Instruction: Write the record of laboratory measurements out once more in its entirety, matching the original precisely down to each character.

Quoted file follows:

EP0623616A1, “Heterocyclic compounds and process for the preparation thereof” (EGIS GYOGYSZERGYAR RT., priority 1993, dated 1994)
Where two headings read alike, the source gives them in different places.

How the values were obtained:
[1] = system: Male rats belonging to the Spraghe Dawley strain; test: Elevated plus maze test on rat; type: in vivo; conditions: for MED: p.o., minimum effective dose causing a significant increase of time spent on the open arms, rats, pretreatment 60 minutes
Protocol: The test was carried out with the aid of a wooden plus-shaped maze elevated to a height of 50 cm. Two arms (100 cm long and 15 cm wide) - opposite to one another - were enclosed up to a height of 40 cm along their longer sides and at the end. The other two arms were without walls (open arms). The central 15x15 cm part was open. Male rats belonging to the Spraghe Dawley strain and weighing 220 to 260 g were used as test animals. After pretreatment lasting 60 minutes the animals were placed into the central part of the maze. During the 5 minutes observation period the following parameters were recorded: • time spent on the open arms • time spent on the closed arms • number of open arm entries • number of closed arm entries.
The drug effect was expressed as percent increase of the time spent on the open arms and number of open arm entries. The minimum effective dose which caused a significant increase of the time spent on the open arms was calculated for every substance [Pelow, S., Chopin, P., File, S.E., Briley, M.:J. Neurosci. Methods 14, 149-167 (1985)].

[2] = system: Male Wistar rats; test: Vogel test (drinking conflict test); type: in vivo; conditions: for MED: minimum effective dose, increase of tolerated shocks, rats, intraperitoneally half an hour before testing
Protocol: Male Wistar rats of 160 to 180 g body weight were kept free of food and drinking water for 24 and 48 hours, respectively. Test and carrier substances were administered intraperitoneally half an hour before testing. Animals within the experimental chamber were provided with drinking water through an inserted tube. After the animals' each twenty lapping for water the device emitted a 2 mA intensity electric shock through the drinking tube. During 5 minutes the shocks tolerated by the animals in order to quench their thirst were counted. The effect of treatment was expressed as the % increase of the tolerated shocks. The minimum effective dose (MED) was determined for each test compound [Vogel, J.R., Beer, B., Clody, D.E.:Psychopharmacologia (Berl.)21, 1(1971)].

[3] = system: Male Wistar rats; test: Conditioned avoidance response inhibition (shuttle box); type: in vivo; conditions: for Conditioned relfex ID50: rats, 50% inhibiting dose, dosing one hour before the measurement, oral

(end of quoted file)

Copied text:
EP0623616A1, “Heterocyclic compounds and process for the preparation thereof” (EGIS GYOGYSZERGYAR RT., priority 1993, dated 1994)
Where two headings read alike, the source gives them in different places.

How the values were obtained:
[1] = system: Male rats belonging to the Spraghe Dawley strain; test: Elevated plus maze test on rat; type: in vivo; conditions: for MED: p.o., minimum effective dose causing a significant increase of time spent on the open arms, rats, pretreatment 60 minutes
Protocol: The test was carried out with the aid of a wooden plus-shaped maze elevated to a height of 50 cm. Two arms (100 cm long and 15 cm wide) - opposite to one another - were enclosed up to a height of 40 cm along their longer sides and at the end. The other two arms were without walls (open arms). The central 15x15 cm part was open. Male rats belonging to the Spraghe Dawley strain and weighing 220 to 260 g were used as test animals. After pretreatment lasting 60 minutes the animals were placed into the central part of the maze. During the 5 minutes observation period the following parameters were recorded: • time spent on the open arms • time spent on the closed arms • number of open arm entries • number of closed arm entries.
The drug effect was expressed as percent increase of the time spent on the open arms and number of open arm entries. The minimum effective dose which caused a significant increase of the time spent on the open arms was calculated for every substance [Pelow, S., Chopin, P., File, S.E., Briley, M.:J. Neurosci. Methods 14, 149-167 (1985)].

[2] = system: Male Wistar rats; test: Vogel test (drinking conflict test); type: in vivo; conditions: for MED: minimum effective dose, increase of tolerated shocks, rats, intraperitoneally half an hour before testing
Protocol: Male Wistar rats of 160 to 180 g body weight were kept free of food and drinking water for 24 and 48 hours, respectively. Test and carrier substances were administered intraperitoneally half an hour before testing. Animals within the experimental chamber were provided with drinking water through an inserted tube. After the animals' each twenty lapping for water the device emitted a 2 mA intensity electric shock through the drinking tube. During 5 minutes the shocks tolerated by the animals in order to quench their thirst were counted. The effect of treatment was expressed as the % increase of the tolerated shocks. The minimum effective dose (MED) was determined for each test compound [Vogel, J.R., Beer, B., Clody, D.E.:Psychopharmacologia (Berl.)21, 1(1971)].

[3] = system: Male Wistar rats; test: Conditioned avoidance response inhibition (shuttle box); type: in vivo; conditions: for Conditioned relfex ID50: rats, 50% inhibiting dose, dosing one hour before the measurement, oral